The local and imported performers vie for the prestige of performing in a Viva show. Only the best survive the producers’ sharply critical eyes and judgment. The talent has been top notch.
What about the venue? How many fans come to ogle that beautiful old theater more than the semi-clad beautiful women frolicking on the stage? Very few. How many regulars at any given restaurant eat there for the exquisite china? Patrons are there for the food, not the device that holds it.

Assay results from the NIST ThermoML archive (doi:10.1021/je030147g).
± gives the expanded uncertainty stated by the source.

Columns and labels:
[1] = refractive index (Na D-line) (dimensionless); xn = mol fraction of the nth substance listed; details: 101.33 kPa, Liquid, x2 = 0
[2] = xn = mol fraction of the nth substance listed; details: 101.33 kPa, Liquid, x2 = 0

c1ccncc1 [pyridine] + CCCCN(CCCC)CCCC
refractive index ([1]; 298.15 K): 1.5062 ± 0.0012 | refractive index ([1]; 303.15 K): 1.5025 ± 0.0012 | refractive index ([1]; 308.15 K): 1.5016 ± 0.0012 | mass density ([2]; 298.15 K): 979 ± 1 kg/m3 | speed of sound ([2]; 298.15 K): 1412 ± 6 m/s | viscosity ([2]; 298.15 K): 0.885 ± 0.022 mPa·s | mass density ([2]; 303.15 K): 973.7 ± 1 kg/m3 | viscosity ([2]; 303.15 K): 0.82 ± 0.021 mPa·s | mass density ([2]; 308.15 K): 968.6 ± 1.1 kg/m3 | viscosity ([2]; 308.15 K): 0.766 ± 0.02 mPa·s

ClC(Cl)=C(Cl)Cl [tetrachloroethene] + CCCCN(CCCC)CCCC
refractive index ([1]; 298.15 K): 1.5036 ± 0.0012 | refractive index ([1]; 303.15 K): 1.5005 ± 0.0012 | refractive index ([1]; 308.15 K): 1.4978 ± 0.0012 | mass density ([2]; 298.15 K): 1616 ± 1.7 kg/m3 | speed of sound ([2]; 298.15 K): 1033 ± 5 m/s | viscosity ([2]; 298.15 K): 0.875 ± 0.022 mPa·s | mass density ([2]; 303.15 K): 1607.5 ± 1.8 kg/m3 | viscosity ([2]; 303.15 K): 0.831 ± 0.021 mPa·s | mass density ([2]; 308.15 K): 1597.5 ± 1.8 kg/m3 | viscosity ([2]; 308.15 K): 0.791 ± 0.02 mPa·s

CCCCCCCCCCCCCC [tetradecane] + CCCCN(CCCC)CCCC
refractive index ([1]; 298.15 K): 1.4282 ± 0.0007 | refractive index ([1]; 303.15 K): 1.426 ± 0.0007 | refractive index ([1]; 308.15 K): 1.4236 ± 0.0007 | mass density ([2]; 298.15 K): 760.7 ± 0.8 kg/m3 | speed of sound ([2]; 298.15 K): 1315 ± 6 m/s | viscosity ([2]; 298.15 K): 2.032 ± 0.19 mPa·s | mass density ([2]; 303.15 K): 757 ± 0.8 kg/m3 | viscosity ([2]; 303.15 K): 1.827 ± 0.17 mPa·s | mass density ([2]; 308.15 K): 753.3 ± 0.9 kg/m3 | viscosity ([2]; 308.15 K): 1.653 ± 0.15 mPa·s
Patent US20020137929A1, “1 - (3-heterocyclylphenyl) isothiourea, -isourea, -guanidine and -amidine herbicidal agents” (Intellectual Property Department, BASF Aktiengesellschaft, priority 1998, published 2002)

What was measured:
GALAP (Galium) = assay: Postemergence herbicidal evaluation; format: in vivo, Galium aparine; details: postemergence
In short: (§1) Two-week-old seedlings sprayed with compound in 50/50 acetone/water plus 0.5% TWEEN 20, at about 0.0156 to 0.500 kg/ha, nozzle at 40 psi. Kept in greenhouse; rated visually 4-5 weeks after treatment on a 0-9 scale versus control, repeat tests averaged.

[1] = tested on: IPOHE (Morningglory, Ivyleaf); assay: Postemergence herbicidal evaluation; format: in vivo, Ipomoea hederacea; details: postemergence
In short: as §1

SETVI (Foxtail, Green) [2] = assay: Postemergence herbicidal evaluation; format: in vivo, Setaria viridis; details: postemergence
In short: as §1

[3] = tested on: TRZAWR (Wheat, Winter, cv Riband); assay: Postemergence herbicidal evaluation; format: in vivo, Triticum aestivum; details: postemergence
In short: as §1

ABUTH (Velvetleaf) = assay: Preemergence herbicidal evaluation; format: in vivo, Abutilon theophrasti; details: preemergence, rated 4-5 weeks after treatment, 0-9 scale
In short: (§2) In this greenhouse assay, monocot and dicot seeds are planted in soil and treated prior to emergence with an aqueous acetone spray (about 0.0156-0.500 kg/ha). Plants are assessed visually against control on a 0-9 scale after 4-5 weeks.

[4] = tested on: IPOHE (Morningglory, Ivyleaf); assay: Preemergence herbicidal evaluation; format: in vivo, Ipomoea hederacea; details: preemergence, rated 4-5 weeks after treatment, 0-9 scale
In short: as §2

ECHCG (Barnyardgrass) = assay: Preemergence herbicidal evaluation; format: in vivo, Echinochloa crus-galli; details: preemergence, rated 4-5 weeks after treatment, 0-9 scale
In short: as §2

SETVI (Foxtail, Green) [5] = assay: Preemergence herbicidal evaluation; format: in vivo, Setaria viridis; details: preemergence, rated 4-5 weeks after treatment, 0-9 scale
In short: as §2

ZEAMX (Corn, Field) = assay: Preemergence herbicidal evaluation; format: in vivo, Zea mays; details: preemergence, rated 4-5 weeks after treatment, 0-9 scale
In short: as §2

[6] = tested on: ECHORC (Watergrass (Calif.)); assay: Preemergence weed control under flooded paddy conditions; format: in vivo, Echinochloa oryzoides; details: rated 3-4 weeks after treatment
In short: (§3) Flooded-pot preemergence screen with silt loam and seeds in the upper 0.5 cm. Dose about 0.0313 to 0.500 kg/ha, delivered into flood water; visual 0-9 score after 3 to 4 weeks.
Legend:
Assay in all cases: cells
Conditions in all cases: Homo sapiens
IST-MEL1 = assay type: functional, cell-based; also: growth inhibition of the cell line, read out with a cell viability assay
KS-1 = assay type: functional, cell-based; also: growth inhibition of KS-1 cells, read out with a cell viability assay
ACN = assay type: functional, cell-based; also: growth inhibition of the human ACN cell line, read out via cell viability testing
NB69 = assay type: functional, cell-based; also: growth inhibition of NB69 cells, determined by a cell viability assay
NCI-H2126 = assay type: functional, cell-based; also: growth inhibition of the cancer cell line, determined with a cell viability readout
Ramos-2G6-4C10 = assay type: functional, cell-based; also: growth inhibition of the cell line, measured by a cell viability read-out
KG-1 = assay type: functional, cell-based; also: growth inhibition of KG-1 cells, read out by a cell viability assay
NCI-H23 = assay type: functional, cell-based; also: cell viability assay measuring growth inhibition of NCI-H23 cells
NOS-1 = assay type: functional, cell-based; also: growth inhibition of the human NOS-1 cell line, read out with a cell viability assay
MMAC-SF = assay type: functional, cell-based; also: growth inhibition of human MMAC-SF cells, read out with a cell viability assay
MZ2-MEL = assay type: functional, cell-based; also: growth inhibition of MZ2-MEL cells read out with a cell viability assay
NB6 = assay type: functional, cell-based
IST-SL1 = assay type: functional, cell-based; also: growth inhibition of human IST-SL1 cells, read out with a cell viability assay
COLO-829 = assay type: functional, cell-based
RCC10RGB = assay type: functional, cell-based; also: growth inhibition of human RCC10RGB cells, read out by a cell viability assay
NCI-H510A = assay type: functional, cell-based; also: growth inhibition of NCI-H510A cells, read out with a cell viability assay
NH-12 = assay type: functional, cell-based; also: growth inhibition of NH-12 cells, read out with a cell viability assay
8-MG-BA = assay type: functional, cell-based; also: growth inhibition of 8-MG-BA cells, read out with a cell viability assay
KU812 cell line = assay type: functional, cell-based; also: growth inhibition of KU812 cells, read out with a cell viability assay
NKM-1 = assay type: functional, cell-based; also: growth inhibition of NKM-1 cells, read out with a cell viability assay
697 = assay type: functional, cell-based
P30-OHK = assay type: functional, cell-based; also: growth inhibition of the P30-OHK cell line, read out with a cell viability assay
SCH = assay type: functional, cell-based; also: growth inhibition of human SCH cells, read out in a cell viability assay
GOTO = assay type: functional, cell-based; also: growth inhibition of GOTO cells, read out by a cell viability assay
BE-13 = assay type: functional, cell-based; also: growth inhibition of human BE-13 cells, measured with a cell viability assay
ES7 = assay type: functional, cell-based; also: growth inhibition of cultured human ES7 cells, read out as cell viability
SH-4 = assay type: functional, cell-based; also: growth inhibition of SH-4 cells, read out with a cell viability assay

Was it luck? Seneca said it best: “Luck is what happens when preparation meets opportunity.”
Viva Dallas has little to fear. Fans have been flocking to the show, not the building. There are always a few cranks who may stomp their feet and head off, but were they true fans to begin with? As long as the quality and excitement of Viva shows hold, success will follow them where they land.
I’d wish them good luck, but they already have that covered.